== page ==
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Pregnancy - It shouldn't be a pain in the butt!!

Updated: Jun 20, 2019


Whilst low back, pelvic pain or referred 'sciatic' pain can be common in pregnancy, it is not normal or something that we as women should have to just put up with.


Many women in pregnancy will complain of low back or sacral pain at the base of the spine, pubic pain at the font of the pelvis, or buttock and leg pain, which can be compression of the sciatic nerve from over active buttock muscles or actually referral from the pelvis or lower back themselves.


Despite common beliefs pelvic pain in many cases will not just go away once the baby is born. If you are experiencing pelvic pain it is likely due to an underlying issue that needs to be addressed.


Why is pelvic pain so common?

As most women are aware the female body undergoes huge changes during pregnancy and these occur quite rapidly.


Hormone changes including increases in the hormone relaxin - as the name suggests - result in a relaxing of the ligaments to allow the pelvis and spine to move more to accommodate a growing baby and allow the baby to fit through the pelvis for delivery (this is most significant during the 4th-7th months).


But the relaxin doesn’t just affect the pelvis and spine, it acts on ligaments throughout the whole body. Relaxin receptors are even found in the ACL ligament in the knee! Hence why we women are more inclined to rupture our ACL in sport. But back to pregnancy!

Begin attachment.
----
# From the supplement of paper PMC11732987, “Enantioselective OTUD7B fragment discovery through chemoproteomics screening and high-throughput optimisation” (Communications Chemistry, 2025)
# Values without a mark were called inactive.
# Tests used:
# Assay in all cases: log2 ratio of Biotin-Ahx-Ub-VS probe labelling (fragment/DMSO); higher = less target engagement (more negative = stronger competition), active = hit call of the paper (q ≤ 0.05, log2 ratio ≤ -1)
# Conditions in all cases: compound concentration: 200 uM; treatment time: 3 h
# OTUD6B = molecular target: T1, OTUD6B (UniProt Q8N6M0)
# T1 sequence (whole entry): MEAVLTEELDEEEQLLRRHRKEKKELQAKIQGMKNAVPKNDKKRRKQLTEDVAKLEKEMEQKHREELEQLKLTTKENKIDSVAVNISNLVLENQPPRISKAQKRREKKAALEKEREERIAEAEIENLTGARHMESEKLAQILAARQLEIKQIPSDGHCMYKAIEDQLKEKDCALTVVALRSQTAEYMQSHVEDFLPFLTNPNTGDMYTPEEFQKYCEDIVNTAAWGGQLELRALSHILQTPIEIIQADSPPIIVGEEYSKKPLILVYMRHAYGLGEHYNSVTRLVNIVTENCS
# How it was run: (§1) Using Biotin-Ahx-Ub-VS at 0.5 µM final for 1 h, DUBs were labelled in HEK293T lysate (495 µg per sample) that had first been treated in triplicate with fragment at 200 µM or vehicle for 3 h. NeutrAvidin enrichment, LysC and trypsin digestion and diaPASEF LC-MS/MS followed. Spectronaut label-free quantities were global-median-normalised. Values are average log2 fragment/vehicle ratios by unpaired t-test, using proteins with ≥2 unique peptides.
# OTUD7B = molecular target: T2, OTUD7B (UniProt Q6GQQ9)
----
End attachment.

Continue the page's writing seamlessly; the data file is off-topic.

Whilst pelvic girdle pain is common, it is not a normal part of pregnancy.

Given that ligaments provide stability to joints throughout the body, this means that in pregnancy all of your joints become a little more mobile. Because of this, your muscles now have to work a little harder. However the muscles that support the pelvis and back are undergoing some changes too.


Your deep core muscles - your pelvic floor and all of your stomach muscles are being stretched so it gets a little harder for them to work to their full capacity. Furthermore, changes in your posture to accommodate growing a small human, place these muscles and the core muscles in your back in a different position to work and therefore they can’t quite kick on as well as they used to.


The female body is amazingly adaptable and can usually cope with these changes quite well. The biggest risk factor for developing pelvic pain in pregnancy is not age or lack of fitness. It's actually 'asymmetrical lack of control' – the muscles on one side of the pelvis or spine are not kicking on as effectively as the other side.


This imbalance can result from an old injury that may not have been fully rehabilitated (but your body could probably cope with previously), or from uneven postural habits.


Many women who are naturally hypermobile worry that they'll struggle through pregnancy. But clinically we don't always see this, and there's no evidence to suggest that more laxity before pregnancy will lead to further problems. Whilst your muscles may need to work harder, a lot of the time your muscle control is up to the task!


The good news is that pelvic and low back pain in pregnancy is, in most cases, completely manageable and usually treatable, with the right assessment and the right exercises.


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